Pictured is the Campus South apartments. Photo courtesy of the University of Dayton.
Lucy Waskiewicz | News Editor
Two students and two non-students were treated after exhibiting signs of an overdose of an unknown substance in Campus South apartments on Friday, Feb. 2, according to a University email sent to students on Feb. 3. Three were taken to a local hospital and one person was treated on the scene.
UD officials stated that the incident is under investigation.
“The health, well-being and safety of our students is our priority,” they said. “The University is making resources available to anyone affected by the incident.
Although the identity of the mentioned substance is unconfirmed, students took to the pseudonymous social media app Yik Yak on the night of the incident to suggest it was possibly cocaine laced with fentanyl.
Posts included “coke OD at south” and “it was laced coke.”
Fentanyl is a highly potent, highly addictive synthetic opioid that was originally developed to treat severe pain. As little as two milligrams, or ten grains of table salt, can be lethal.
Dan Suffoleto, public information manager at Public Health Dayton & Montgomery County, said it is common for drugs purchased on the street to be laced with fentanyl.
“[Fentanyl] is often added to other drugs because of its extreme potency which makes the drug more powerful, more addictive, and more dangerous,” Suffoletto said.
According to the Ohio Department of Health, fentanyl was involved in 80% of unintentional drug overdose deaths in Ohio in 2021.
In June 2022, two female students at Ohio State University died from fentanyl overdose after ingesting what they believed to be a generic form of Adderall, a stimulant drug used to treat attention deficit hyperactivity disorder (ADHD). Adderall is used by college students to stay awake and increase attention and focus.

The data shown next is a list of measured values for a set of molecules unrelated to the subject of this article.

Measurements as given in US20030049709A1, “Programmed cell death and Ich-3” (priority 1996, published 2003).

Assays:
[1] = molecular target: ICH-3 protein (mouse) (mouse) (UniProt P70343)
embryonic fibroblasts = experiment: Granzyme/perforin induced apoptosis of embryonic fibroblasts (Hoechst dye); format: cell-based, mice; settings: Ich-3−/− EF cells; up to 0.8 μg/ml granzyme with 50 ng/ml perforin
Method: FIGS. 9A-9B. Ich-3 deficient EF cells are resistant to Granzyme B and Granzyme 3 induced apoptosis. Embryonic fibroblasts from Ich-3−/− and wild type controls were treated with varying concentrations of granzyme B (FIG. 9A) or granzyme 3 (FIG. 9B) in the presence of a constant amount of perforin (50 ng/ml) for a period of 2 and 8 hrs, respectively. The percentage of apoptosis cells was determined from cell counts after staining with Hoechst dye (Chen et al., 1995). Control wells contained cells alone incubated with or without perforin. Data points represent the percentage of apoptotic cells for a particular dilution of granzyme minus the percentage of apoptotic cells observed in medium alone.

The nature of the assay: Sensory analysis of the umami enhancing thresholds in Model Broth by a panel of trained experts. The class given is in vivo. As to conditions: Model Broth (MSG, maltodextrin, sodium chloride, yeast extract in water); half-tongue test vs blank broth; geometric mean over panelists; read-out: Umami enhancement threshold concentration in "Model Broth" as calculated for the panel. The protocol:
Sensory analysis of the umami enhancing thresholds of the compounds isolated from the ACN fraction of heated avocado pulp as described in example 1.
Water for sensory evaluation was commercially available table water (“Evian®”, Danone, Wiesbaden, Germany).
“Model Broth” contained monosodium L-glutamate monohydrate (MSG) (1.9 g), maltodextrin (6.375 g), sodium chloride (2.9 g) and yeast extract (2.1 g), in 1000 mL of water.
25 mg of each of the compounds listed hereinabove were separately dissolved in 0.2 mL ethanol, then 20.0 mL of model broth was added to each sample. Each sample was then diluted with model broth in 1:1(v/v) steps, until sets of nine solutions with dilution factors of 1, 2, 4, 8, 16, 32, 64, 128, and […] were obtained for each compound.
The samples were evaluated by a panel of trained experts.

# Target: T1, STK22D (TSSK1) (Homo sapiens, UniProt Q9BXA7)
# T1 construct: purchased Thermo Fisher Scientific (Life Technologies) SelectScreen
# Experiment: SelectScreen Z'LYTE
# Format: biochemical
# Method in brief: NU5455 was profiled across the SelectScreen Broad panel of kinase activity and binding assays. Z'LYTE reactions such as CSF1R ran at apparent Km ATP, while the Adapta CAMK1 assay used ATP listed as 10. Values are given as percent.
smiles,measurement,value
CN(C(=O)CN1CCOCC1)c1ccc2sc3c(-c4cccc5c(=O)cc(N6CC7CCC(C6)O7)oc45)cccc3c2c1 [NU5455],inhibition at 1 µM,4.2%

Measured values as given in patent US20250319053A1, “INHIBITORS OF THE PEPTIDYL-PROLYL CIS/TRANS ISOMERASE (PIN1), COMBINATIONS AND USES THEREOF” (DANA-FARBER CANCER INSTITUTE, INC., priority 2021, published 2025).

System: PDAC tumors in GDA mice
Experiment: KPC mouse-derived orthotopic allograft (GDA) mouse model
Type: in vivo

Suffoleto said it is important to remember that not just street drugs like cocaine and heroin can be laced with fentanyl, but drugs created to look like commercial medications like Adderall and Xanax.
“Since fentanyl can be found in drugs packaged to look like commercial products, you should never use someone else’s medication, even if you think it is a commercial product,” he said. “Never use drugs alone and have Narcan available.”
Narcan is a brand of Naloxone, an FDA-approved medication designed to rapidly reverse opioid overdose. Narcan takes the form of a nasal spray that can be administered to someone who may be overdosing on opioids.
Project DAWN (Deaths Avoided With Naloxone) Montgomery County offers free weekly Narcan/Naloxone education and medicine distribution every Wednesday at 12 p.m. at Samaritan Crisis Care in Dayton. Participants are asked to arrive 15 minutes early to register.
In October 2023, Ohio Governor Mike DeWine announced an expanded partnership between RecoveryOhio and the Ohio Departments of Higher Education, Mental Health and Addiction Services, and Health to supply independent Ohio colleges and universities with on-campus emergency naloxone cabinets. Comparable to wall-mount AED machines, the cabinets contain doses of naloxone and can be installed in public places across campus. Before the program’s expansion, they were only available to public colleges and universities.
The partnership also includes fentanyl testing strips for schools that request them.
“Expanding access to these valuable, lifesaving tools allows every life saved another opportunity to experience recovery,” said Governor DeWine in the statement. “Protecting students from potentially deadly drug overdoses is an important part of our commitment to safer college and university campuses.”